"I dunno, Stef. You'd be the only person for thirty miles each way."

She grins. "Carlo, you know that's what I like best."

Back in what's left of camp, which is mostly Steffi's little pop tent, her sleeping bag, and a bread bag half full of trail mix, she achingly pulls off her boots and damp socks, rolls up the cuffs of her jeans, eases down to the creek bank and puts her feet into the nearby pool. A red crawdad backs away, barely visible in the fading light. There are already stars.

Movement, perhaps the edge of a shadow on the water, prompts her to look up. A great horned owl has sailed across the stars and is disappearing among the black firs. Impulsively, she raises her arm to salute the giant bird's silent passage, and something -- a something soft, like a furball -- strikes her hand. There's a splash in the water.

Steffi's first thought is that she has somehow hit a bat.

A memory floods in behind her eyes, of neighborhood children beneath a street light, amusing themselves by swatting with a broom at tiny bats flitting into the lamplight for fire-addled bugs. So far as she can remember, no one ever managed to hit one. So what has happened here?

There's a stir in the water. A small bird, so diminutive it takes her breath away, surfaces, hops on a rock, shakes itself thoroughly, and inspects its wings sullenly. It seems to Steffi the creature looks her over briefly, as if suspecting her of swatting it from the air on purpose. Then, with an indignant-sounding squeak, it flits away.

Steffi finds herself alone with her thoughts.

Jana had been moderately disgusted. "What's with you all of a sudden?" she'd asked. "You're running away, without even staying for lunch."

She really couldn't say.

Saturday, July 5, 2014


JANA TURNS up at Steffi's shoulder just as the moonlight starts coming back. "Y'wanna come over? We'll give you a place to sleep. Just a rug and a cowhide, but nice, you'll see."

Steffi's up for that, she's bone tired and her arm hurts. She turns to Ron. "S'cuse me." Oh, dear, I'm slurring.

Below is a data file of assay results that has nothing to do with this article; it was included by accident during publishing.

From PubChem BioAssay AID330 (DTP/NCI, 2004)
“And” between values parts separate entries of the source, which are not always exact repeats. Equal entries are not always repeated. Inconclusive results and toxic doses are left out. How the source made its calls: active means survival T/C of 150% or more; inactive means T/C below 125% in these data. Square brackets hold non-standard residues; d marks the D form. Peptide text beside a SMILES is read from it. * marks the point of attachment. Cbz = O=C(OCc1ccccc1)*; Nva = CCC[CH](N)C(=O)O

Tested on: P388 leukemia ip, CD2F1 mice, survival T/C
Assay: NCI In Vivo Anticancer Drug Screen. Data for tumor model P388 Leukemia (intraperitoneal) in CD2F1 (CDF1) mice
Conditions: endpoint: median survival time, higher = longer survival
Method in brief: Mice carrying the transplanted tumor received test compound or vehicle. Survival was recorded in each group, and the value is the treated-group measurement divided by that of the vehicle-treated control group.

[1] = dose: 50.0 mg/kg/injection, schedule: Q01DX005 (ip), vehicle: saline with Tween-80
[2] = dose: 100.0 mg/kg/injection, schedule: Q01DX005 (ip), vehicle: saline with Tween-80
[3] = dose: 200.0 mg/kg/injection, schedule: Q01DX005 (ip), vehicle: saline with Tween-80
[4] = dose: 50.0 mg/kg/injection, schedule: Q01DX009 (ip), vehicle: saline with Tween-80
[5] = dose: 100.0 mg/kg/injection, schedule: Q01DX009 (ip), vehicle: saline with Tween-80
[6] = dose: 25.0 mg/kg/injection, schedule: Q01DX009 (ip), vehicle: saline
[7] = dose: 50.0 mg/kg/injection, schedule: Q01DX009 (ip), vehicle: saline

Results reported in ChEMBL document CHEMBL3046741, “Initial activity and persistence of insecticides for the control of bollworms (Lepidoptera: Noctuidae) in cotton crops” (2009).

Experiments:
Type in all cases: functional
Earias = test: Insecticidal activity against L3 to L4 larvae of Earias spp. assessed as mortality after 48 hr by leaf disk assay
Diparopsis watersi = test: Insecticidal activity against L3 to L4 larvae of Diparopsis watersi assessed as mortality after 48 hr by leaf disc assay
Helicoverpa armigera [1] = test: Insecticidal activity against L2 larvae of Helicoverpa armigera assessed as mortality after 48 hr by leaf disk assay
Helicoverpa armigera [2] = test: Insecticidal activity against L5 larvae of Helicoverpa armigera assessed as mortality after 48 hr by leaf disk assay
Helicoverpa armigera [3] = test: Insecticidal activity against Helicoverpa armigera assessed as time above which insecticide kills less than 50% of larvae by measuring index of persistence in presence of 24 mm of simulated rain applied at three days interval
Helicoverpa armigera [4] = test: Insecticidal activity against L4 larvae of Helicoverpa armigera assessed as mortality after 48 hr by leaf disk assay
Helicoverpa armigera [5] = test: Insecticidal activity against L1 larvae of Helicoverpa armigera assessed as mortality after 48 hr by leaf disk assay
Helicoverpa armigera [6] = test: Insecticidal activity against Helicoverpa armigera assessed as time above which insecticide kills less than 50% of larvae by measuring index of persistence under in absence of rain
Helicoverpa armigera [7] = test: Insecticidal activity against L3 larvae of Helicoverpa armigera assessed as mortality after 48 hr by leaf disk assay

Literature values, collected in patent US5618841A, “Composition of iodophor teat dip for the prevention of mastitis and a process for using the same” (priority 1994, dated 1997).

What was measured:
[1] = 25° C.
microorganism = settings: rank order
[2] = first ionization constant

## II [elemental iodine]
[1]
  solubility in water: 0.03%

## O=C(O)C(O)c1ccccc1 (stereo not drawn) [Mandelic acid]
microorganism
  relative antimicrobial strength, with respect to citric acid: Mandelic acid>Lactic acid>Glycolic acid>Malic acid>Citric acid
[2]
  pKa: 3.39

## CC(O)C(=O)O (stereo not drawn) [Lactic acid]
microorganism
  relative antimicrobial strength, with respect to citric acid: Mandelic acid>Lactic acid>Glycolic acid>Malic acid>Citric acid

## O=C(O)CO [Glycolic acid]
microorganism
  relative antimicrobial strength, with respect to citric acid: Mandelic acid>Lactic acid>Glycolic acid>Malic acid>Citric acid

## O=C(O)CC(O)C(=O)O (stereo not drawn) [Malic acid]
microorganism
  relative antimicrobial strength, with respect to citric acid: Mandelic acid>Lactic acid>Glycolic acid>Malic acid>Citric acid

Ron smiles, peels off his jacket, and hands it to her. "Chilly between here and Jana's. Sleep late, bring it back in the late morning and I'll serve lunch."

Steffi would ordinarily wave it off, but she's a little disoriented, forgotten her sweater and it is getting chilly. "Umm. Where's 'back in the morning'?"

"Straight across the main house lawn, just stay on the trail."

"'K. Umm, night."

Ron folds his arms and steps closer to the fire. He smiles again, over his shoulder, then turns to talk with Redbeard.

Jana and Steffi don't need to feel around with their feet; it's after midnight with a full moon. Steffi sees silvered maples and silvery fir trees with silver-fingered sword ferns at their feet. From the openings she sees silver-lined mountains; they cross a tiny log bridge over a silver-singing brook. The last clearing opens before them; there's a canvas tipi, eighteen feet tall, and it's bright orange, like a smoky sunrise. It's lit from within by no more than a bit of flame, yet illumines the clearing.

Jana lifts aside the flap. "C'mon in."

As Steffi's dilated eyes iris down in the interior's brightness, she finds she's facing, across the firepit, a small woman sitting cross-legged. She looks a lot like Jana, but younger and rounder, and she's holding a sleeping baby. The younger woman speaks. "Threw some twigs on, so you could find your way home."